Like most members of Congress, Republican Reps. Howard Coble of North Carolina and Norman “Doc” Hastings of Washington state are millionaires.
They also share something else: They’ll retire at the end of the year after turning down lucrative congressional pensions.
Coble, 83, is surrendering a pension estimated at $130,500 a year, while Hastings, 73, is giving up roughly $53,000 a year.
But if history is any indication, most departing members of Congress will conduct business as usual, cashing in on a retirement system that critics say is too generous and costs too much.
After 40 years in the House of Representatives, Rep. George Miller, D-Calif., will be eligible for an annual pension of $125,500. Sen. Saxby Chambliss, R-Ga., will retire after 20 years, qualifying for a yearly pension of $53,000.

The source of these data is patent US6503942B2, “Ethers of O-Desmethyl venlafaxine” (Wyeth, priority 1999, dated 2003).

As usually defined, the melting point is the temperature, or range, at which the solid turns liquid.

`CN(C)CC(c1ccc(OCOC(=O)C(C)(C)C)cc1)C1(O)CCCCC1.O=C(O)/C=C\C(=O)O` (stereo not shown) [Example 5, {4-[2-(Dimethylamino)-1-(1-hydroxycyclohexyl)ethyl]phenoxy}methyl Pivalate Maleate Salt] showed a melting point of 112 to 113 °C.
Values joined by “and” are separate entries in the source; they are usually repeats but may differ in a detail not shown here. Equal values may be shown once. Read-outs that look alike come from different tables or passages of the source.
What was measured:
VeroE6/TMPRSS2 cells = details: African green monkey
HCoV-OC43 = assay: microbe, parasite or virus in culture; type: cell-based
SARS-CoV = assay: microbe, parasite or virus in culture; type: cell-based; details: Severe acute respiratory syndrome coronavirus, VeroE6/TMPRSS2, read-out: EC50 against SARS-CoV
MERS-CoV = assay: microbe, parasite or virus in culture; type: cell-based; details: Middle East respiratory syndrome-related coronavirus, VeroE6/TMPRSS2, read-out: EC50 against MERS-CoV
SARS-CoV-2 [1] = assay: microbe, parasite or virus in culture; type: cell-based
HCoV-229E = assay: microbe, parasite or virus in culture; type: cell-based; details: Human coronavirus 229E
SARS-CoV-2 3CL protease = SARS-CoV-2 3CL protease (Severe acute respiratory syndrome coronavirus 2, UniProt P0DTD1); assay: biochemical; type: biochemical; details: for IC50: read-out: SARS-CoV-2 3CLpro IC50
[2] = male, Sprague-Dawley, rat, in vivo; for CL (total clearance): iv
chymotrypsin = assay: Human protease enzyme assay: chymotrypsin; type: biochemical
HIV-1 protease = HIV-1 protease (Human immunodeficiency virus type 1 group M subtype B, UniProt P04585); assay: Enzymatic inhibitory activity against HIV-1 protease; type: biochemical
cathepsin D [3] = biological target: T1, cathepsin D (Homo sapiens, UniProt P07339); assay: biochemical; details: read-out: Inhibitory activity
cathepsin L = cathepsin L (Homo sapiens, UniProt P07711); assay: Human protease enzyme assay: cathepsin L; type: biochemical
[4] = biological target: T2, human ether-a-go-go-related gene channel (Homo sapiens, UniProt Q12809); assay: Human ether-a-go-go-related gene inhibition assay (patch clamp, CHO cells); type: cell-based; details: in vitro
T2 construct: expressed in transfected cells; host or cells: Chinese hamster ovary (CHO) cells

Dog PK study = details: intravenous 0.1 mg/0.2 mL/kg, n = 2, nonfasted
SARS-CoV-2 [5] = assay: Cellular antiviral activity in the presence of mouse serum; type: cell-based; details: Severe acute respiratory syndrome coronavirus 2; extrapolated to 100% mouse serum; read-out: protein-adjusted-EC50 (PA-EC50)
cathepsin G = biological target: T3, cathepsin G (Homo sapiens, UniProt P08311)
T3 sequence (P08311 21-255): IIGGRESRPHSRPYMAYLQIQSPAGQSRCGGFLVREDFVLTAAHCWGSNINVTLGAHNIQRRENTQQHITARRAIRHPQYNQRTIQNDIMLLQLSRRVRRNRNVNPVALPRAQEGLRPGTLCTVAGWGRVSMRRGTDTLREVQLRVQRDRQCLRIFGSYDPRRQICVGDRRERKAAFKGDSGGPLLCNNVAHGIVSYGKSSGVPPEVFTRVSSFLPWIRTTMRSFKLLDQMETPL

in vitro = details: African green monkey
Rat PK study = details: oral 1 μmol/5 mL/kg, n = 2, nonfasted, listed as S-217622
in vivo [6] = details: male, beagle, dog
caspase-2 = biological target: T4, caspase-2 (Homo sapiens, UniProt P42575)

And Sen. Kay Hagan, D-N.C., defeated this month in her bid to win a second term, will be eligible for an annual pension of $16,000 after serving just six years.
Their pensions will rise with yearly cost-of-living increases, too.
“The average American would be thrilled to have a package like this,” said Pete Sepp, president of the National Taxpayers Union, who computed the estimates.
Sepp, a longtime tracker of congressional pensions, said that even if the economy sours again, “for most lawmakers the golden years won’t be tarnished all that badly.”
As of October 2013, 617 former members of Congress were drawing pensions under two plans, the Congressional Research Service said in a report in June.